Saturday, April 18, 2015

One of those "a-ha"moments...

     Today I had one of those "a-ha" moments when I saw this painting, Chez Tortoni by Edouard Manet. 
Chez Tortoni by Edouard Manet (1878-80). Cafe Tortoni earned an international reputation by its famous clientele as well as its frozen desserts.
     While I was writing Race to Tibet, I had set the first scene of the novel—an altercation between Gabriel Bonvalot and General Prejevalsky that may or may not be realin Café Tortoni, a well-known café on the Rue des Italiens in Paris. But until today I had never known about the existence of this painting, even though I had been to the Isabella Stewart Gardner Museum in Boston numerous times, although not prior to March 18, 1990, the day it was stolen. To me, Cafe Tortoni, with its sophisticated ambiance and suave reputation, known for being the meeting place of politicians, intellectuals, scholars, dandies, and ladies of the demi-monde seemed to be the perfect setting to place two opposing characters, and how much more so now that I can see it through Manet's eyes. All I can say is, "Wow!" and pray that some day Chez Tortoni is restored to its rightful place in the Isabella Stewart Gardner museum, one of Boston's great cultural treasures.
Cafe Tortoni on the Boulevard des Italiens, Paris.
Incidentally, the FBI is offering a $5 million reward for the return of Chez Tortoni.

Tuesday, April 14, 2015

How an Obscure Danish Princess led me to write Race to Tibet

The idea for writing Race to Tibet came about in an unusual manner. While I was researching my first book, a historical novel set in the Danish West Indies, I came across an obscure, outspoken Danish princess whose life story gripped me. Princess Marie Valdemar was born in 1865 as Princess Marie d'Orléans, the daughter of Prince Robert, Duke of Chartres, a Grandson of King Louis-Philippe of France and a Pretender to the French throne.

Portrait study of Princess Marie of Denmark by Albert Edelfelt (1894)

Through her marriage to Prince Valdemar (the youngest son of Christian IX of Denmark), Princess Marie developed a great love of Denmark and the Danish people. In addition, she strongly opposed the sale of the Danish West Indies to the United States. Out of curiosity, I began to look into the life of Princess Marie d'Orléans, and was struck by how tragic and poignant it was, and how much it paralleled the life of Princess Diana with its tale of unrequited love and early death. Before long I decided to write a novel about her life, but after months of knocking on doors, I realized I would never be able to gain access to the Royal Danish Archives where the obscure details of her life lay locked up. Instead of giving up, I started searching for other sources. I made a list of all her relatives and searched for any diaries or memoirs they might have left behind, anything to fill in the missing gaps in her tragic life. As it turned out, the only relative of Princess Marie's who wrote an extensive number of books was her younger brother, Prince Henri d'Orléans, a notable French explorer who died at the age of thirty-three.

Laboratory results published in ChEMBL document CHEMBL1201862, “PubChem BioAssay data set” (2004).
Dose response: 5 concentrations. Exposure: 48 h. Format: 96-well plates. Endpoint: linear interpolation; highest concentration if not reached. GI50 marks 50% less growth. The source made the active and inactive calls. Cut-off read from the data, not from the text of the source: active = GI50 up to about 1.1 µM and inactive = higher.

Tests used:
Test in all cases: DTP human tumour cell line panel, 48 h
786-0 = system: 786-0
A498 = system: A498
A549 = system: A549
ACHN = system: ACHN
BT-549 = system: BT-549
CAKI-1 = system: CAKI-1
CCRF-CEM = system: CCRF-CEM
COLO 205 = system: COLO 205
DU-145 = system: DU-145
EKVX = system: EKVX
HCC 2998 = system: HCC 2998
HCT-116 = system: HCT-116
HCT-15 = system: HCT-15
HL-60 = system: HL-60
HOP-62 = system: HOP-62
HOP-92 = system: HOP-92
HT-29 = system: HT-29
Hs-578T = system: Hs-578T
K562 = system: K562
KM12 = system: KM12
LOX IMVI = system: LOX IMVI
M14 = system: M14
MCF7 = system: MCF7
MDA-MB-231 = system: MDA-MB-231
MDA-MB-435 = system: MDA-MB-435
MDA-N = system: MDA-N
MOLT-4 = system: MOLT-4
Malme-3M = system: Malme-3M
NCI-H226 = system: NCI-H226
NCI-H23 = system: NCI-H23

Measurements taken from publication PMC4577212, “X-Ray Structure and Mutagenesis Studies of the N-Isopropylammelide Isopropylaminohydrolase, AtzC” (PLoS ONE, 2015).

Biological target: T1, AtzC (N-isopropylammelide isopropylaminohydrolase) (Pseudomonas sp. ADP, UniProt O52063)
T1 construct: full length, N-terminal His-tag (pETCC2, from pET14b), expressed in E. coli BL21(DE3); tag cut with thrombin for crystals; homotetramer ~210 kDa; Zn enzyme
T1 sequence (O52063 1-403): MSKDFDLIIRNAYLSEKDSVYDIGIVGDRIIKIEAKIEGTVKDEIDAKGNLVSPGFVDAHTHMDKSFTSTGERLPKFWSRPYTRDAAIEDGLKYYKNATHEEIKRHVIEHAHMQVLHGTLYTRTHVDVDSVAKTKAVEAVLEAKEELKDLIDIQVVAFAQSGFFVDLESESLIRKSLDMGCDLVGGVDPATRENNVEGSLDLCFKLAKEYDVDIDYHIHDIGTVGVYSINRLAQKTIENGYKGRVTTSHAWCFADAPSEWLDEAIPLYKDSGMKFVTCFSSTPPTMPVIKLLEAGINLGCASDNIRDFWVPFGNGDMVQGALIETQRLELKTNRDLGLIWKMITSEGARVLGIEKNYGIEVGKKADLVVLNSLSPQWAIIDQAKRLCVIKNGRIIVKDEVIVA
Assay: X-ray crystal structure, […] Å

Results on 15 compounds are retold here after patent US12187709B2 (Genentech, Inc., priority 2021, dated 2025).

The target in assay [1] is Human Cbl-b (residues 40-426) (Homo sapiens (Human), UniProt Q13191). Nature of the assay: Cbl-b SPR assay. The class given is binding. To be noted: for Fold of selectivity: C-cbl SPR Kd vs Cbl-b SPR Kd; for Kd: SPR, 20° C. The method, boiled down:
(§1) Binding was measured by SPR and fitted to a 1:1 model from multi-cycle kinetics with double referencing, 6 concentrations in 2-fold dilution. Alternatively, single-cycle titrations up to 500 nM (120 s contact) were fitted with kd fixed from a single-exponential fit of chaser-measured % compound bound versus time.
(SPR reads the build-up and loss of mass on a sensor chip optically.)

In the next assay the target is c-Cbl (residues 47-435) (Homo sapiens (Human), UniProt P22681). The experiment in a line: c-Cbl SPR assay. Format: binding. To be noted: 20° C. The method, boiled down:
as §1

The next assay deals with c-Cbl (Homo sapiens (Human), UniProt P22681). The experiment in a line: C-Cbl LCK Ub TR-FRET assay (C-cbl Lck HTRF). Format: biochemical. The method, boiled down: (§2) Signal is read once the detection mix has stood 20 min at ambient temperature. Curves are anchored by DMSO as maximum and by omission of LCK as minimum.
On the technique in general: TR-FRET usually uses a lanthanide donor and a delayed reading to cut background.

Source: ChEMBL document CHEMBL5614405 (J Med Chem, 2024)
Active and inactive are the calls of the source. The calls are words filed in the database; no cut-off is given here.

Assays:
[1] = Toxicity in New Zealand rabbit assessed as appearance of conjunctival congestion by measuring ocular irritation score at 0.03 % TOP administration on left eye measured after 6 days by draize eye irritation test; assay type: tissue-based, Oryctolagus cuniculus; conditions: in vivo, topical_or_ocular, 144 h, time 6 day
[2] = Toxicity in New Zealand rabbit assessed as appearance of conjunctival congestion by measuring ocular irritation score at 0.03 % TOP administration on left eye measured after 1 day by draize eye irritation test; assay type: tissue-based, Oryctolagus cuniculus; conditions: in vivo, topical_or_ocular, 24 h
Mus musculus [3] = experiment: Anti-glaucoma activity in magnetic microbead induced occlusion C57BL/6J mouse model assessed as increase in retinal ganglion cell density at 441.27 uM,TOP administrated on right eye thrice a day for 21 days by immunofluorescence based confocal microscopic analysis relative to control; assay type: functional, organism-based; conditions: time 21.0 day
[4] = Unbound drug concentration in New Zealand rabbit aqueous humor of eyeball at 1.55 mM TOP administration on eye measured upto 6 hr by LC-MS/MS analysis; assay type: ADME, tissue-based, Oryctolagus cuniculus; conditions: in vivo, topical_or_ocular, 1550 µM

Prince Henri made headlines all throughout Europe for his 1897 duel with the Count of Turin Vittorio Emanuele.

During his brief life, Prince Henri earned a reputation as a ladies' man, a dilettante, and a hot-headed dueler, but he earned the Gold Medal of the French Geographical Society twice, once in 1891 for a  daring expedition to Tibet he made with the French explorer, Gabriel Bonvalot, and again in 1896 for his expedition from the Gulf of Tonkin to the Gulf of Bengal. 

By 1889, no living Westerner had been to the Potala Palace in Lhasa or met the Dalai Lama.

The more I read about Prince Henri's expedition to Tibet, and all the hardships and difficulties it entailed, the more I became enthralled with the story until I found myself studying it in great depth. Not only did I focus on the expedition, I also threw myself into the study of the Great Game, Central Asian history and geography, famous explorers, and the history of Europe's obsession with Tibet.

The French explorer Gabriel Bonvalot had connections with Russian Generals like Korolkoff  in Russian Turkestan that made him a lesser-known player in the Great Game.

Gradually, my focus changed from writing about Princess Marie's life to writing about Prince Henri d'Orléans and Gabriel Bonvalot's expedition to Tibet. To this end, I researched this famous journey both in the original French and in the English translation. But still there were many unanswered questions about what really happened to these hardy explorers on the Roof of the World. Victorian writers are known more for the details they left out than for what they chose to tell; this was an era when propriety and discretion were at their zenith. Luckily, after months and months of unrelenting searching and digging, I came upon another version of the events, this one written by Father Constant de Deken, a Belgian missionary who had accompanied the famous explorers. I had struck gold.

Rare for a European missionary of his era, Father De Deken could speak Chinese and ride and shoot like a cavalry officer.

Unusual for his generation, Father Constant de Deken was fluent in Chinese and wrote about his experiences with uncharacteristic candor, telling details that would have raised eyebrows in polite society. His input added a whole new dimension to the story, filling it with more danger and suspense, and for that I am eternally grateful. By combining both versions and adding some fictional elements of my own, the end result is this account of an historic journey into mysterious Tibet. But it only came about because of this tragic Danish princess and her sad, poignant life. And so, I owe this lovely lady all the gratitude in the world for leading me to this fascinating story. Without Princess Marie d'Orléans, Race to Tibet would not have been possible.